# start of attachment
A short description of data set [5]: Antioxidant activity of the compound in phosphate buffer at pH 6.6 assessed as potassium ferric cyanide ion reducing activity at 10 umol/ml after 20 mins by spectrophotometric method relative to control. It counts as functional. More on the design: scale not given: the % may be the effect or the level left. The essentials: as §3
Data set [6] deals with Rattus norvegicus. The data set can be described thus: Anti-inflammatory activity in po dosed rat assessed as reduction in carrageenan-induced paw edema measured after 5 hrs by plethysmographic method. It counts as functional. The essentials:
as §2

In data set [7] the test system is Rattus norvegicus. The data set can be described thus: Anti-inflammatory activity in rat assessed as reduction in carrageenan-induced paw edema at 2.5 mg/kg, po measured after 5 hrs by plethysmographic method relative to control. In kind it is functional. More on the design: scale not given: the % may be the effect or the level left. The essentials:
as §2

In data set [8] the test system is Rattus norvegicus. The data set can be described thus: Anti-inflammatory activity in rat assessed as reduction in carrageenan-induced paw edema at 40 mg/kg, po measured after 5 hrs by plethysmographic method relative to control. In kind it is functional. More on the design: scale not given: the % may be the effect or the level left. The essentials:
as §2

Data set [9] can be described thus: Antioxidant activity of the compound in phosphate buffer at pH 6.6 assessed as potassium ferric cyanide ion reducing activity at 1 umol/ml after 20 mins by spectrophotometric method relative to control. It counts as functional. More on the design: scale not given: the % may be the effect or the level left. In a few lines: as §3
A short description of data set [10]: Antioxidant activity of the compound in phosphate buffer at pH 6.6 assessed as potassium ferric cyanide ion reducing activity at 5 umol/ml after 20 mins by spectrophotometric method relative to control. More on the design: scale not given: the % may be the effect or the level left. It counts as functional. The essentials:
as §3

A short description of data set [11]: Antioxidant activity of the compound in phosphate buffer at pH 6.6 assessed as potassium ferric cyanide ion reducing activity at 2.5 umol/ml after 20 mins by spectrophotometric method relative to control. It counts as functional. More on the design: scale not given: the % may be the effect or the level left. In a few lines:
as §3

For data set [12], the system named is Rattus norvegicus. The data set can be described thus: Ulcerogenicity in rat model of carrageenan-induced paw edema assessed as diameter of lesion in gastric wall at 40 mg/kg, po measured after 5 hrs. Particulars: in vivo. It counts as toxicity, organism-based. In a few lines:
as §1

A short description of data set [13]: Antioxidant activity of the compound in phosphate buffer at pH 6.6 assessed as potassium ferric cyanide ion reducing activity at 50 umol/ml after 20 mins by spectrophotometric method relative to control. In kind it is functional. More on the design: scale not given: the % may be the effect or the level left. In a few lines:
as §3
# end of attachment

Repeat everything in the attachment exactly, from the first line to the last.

A short description of data set [5]: Antioxidant activity of the compound in phosphate buffer at pH 6.6 assessed as potassium ferric cyanide ion reducing activity at 10 umol/ml after 20 mins by spectrophotometric method relative to control. It counts as functional. More on the design: scale not given: the % may be the effect or the level left. The essentials: as §3
Data set [6] deals with Rattus norvegicus. The data set can be described thus: Anti-inflammatory activity in po dosed rat assessed as reduction in carrageenan-induced paw edema measured after 5 hrs by plethysmographic method. It counts as functional. The essentials:
as §2

In data set [7] the test system is Rattus norvegicus. The data set can be described thus: Anti-inflammatory activity in rat assessed as reduction in carrageenan-induced paw edema at 2.5 mg/kg, po measured after 5 hrs by plethysmographic method relative to control. In kind it is functional. More on the design: scale not given: the % may be the effect or the level left. The essentials:
as §2

In data set [8] the test system is Rattus norvegicus. The data set can be described thus: Anti-inflammatory activity in rat assessed as reduction in carrageenan-induced paw edema at 40 mg/kg, po measured after 5 hrs by plethysmographic method relative to control. In kind it is functional. More on the design: scale not given: the % may be the effect or the level left. The essentials:
as §2

Data set [9] can be described thus: Antioxidant activity of the compound in phosphate buffer at pH 6.6 assessed as potassium ferric cyanide ion reducing activity at 1 umol/ml after 20 mins by spectrophotometric method relative to control. It counts as functional. More on the design: scale not given: the % may be the effect or the level left. In a few lines: as §3
A short description of data set [10]: Antioxidant activity of the compound in phosphate buffer at pH 6.6 assessed as potassium ferric cyanide ion reducing activity at 5 umol/ml after 20 mins by spectrophotometric method relative to control. More on the design: scale not given: the % may be the effect or the level left. It counts as functional. The essentials:
as §3

A short description of data set [11]: Antioxidant activity of the compound in phosphate buffer at pH 6.6 assessed as potassium ferric cyanide ion reducing activity at 2.5 umol/ml after 20 mins by spectrophotometric method relative to control. It counts as functional. More on the design: scale not given: the % may be the effect or the level left. In a few lines:
as §3

For data set [12], the system named is Rattus norvegicus. The data set can be described thus: Ulcerogenicity in rat model of carrageenan-induced paw edema assessed as diameter of lesion in gastric wall at 40 mg/kg, po measured after 5 hrs. Particulars: in vivo. It counts as toxicity, organism-based. In a few lines:
as §1

A short description of data set [13]: Antioxidant activity of the compound in phosphate buffer at pH 6.6 assessed as potassium ferric cyanide ion reducing activity at 50 umol/ml after 20 mins by spectrophotometric method relative to control. In kind it is functional. More on the design: scale not given: the % may be the effect or the level left. In a few lines:
as §3